The Center for Disability Rights (CDR) is a member of a number of coalitions who work on Justice Reform, where we work to eliminate the collateral consequences for those who have been impacted by the criminal justice system. Black, Indigenous and people of color (BIPOC) are harmed by the criminal justice system at a much higher rate than other groups. We advocate for disabled people who have come in contact with the criminal justice system both inside and outside of jail, prison or detention centers.
As part of this work we asked Congress to permanently repeal a harsh lifetime ban on those who are convicted with a drug felony conviction from being able to receive Supplemental Nutrition Assistance Program (SNAP) and Temporary Assistance for Needy Families (TANF). But as part of our work to include multi-marginalized communities in the possible COVID19 stimulus package #4 we asked Congress to repeal this ban during this horrific pandemic.
From one pager:
Background: In 1996, Congress imposed a lifetime ban on individuals convicted of a drug felony from receiving Supplemental Nutrition Assistance Program (SNAP) and/or Temporary Assistance for Needy Families (TANF) as a part of comprehensive “welfare reform.”
COVID-19 Package 4 Request: Congress should repeal the outdated, harsh, and counterproductive lifetime ban on individuals with a drug felony conviction from receiving SNAP and TANF or suspend the policy during the COVID-19 crisis.
From the press release:
Congresswoman Gwen Moore Would Expand Access to TANF and SNAP to Those Who Are Unfairly Shut Out of These Programs
Congresswoman Moore introduced the Removing Barriers to Basic Needs Act (H.R. 7916) to lift the federal ban on individuals with felony drug convictions being able to use Temporary Assistance to Needy Families (TANF) and Supplemental Nutrition Assistance Program (SNAP) through December 2022. In response, Congresswoman Moore released the following statement:
“In the midst of a pandemic, we need to remove outdated and needless barriers to assistance that folks desperately need. Our country is still grappling with the remnants of the ‘War on Drugs.’ People who have already served their time are still punished by an unjust system, which hinders their ability to access needed resources. And this permanent ban most affects women and the communities of color hit hardest by this deadly disease.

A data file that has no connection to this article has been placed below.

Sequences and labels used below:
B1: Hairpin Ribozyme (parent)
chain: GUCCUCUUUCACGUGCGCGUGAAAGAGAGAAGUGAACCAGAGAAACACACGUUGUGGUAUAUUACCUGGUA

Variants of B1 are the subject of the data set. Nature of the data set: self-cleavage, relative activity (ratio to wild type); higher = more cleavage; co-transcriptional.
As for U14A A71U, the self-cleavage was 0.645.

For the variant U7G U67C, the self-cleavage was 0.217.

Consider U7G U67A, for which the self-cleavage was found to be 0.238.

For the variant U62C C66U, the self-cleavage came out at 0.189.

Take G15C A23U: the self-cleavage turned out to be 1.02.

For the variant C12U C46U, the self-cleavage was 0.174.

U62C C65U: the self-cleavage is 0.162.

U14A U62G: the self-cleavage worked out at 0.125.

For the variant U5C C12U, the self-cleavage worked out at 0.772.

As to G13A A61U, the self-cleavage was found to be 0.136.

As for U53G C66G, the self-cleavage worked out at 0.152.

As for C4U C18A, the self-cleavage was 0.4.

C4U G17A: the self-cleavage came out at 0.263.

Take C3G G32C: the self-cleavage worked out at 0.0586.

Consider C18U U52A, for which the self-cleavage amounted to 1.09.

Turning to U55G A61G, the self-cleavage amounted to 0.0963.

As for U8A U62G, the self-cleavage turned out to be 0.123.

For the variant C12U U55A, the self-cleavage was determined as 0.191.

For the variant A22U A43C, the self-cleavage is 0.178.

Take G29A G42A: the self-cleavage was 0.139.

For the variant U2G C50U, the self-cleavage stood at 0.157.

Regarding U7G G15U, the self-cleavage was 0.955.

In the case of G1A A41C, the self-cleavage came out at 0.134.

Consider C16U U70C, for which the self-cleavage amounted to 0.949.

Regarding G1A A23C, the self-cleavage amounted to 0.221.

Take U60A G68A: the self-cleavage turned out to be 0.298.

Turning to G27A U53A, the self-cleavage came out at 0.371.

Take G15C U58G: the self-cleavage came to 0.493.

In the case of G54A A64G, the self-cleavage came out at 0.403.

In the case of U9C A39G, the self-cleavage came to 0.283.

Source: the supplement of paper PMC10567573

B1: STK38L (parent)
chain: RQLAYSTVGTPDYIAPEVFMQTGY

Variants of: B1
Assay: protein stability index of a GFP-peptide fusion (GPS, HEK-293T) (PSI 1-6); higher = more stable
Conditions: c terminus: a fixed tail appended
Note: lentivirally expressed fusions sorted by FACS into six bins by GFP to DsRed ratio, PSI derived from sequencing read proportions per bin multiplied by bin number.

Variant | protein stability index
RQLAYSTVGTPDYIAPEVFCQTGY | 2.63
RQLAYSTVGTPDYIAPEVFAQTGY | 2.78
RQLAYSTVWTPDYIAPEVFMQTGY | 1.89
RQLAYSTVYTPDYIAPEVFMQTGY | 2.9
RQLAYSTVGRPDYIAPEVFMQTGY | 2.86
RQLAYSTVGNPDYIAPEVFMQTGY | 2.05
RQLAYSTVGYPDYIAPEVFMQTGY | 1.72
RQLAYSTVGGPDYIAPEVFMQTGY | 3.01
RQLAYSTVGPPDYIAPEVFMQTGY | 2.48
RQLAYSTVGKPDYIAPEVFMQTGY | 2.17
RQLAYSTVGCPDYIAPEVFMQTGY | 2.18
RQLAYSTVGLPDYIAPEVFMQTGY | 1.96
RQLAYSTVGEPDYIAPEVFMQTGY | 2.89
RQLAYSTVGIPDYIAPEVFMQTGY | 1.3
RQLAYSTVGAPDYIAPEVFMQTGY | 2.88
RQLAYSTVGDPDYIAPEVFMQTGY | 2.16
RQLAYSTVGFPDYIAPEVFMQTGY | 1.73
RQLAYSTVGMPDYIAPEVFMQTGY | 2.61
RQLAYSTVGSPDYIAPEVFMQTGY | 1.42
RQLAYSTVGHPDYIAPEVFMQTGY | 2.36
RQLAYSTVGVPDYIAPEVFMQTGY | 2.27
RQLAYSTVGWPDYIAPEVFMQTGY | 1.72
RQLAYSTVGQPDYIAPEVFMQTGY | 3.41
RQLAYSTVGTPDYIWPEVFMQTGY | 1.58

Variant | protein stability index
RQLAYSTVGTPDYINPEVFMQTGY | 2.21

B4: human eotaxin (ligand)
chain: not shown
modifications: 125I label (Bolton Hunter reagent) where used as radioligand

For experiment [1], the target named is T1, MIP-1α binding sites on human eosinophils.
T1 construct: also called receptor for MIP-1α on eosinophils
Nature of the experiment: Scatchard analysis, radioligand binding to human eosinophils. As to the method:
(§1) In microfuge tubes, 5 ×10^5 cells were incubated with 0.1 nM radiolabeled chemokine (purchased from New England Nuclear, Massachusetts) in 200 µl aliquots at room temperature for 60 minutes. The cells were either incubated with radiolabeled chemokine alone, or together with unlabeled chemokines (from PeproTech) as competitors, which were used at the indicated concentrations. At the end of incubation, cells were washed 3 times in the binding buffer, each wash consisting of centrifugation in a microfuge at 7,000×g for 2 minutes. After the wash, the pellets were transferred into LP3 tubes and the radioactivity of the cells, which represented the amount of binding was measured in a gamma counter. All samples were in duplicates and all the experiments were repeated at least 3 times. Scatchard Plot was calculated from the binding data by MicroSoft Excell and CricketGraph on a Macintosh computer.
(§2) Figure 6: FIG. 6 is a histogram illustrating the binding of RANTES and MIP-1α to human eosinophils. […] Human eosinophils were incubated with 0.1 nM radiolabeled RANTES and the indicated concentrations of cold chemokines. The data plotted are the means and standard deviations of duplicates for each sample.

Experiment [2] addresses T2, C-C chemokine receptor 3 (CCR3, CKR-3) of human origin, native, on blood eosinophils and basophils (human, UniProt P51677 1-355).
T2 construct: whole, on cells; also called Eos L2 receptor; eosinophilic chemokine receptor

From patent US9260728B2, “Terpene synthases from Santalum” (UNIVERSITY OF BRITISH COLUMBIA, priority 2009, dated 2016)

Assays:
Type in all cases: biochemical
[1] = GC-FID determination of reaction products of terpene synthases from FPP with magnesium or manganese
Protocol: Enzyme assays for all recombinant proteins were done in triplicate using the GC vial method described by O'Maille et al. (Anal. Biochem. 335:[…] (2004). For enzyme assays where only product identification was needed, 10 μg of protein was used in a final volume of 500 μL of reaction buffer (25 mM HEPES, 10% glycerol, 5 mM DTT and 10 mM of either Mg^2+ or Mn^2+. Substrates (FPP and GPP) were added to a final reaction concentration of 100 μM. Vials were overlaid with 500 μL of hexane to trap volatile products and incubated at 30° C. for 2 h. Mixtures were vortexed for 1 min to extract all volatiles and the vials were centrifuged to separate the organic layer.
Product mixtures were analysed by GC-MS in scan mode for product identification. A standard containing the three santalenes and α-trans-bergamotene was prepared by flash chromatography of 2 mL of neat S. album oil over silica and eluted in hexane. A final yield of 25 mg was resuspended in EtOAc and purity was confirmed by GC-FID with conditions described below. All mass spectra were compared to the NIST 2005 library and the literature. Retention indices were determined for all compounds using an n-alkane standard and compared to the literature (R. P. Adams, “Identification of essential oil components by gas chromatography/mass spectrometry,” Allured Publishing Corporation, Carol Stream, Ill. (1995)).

Lifting this ban would help these individuals and their families to receive the stable support necessary to build a successful life after incarceration,” said Congresswoman Gwen Moore.
The bill has been endorsed by over 50 national and state organizations including American Academy of HIV Medicine, Drug Policy Alliance, American Bar Association, Center for Disability Rights, Center for Law and Social Policy (CLASP), LatinoJustice PRLDEF, Legal Action Center, NAACP, National Association of Social Workers, National Council of Churches, The Daniel Initiative, The Leadership Conference on Civil and Human Rights, and the Union for Reform Judaism.
The Removing Barriers to Basic Needs Act would lift the lifetime ban on individuals with a drug felony conviction from receiving SNAP and TANF during the pandemic. This ban will sunset – end in 2022. Which means that we still have to work on the permanent removal of this ban in federal law.
This is a ban on nutrition and some basic needs for individuals whom we are coming out of the system. We know that disabled people are a part of multiple communities as part of Intersectionality and therefore they are discriminated against in many ways for their multiple identities. CDR advocates for the full integration, independence, and civil rights of people with disabilities. This is for all people at all stages of their lives. We thank Rep. Moore (D-WI) for this thoughtful legislation and urge Congress to act quickly and pass this bill.
For more information on this work contact Dara Baldwin, Director of National Policy- email@example.com